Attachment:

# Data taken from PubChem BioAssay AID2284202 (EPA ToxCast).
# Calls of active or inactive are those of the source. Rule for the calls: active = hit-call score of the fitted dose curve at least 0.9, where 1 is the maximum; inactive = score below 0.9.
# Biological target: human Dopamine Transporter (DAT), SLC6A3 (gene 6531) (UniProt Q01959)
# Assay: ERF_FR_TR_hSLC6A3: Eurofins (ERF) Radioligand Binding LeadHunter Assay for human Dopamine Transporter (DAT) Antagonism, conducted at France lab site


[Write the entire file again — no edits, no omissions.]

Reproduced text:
# Data taken from PubChem BioAssay AID2284202 (EPA ToxCast).
# Calls of active or inactive are those of the source. Rule for the calls: active = hit-call score of the fitted dose curve at least 0.9, where 1 is the maximum; inactive = score below 0.9.
# Biological target: human Dopamine Transporter (DAT), SLC6A3 (gene 6531) (UniProt Q01959)
# Assay: ERF_FR_TR_hSLC6A3: Eurofins (ERF) Radioligand Binding LeadHunter Assay for human Dopamine Transporter (DAT) Antagonism, conducted at France lab site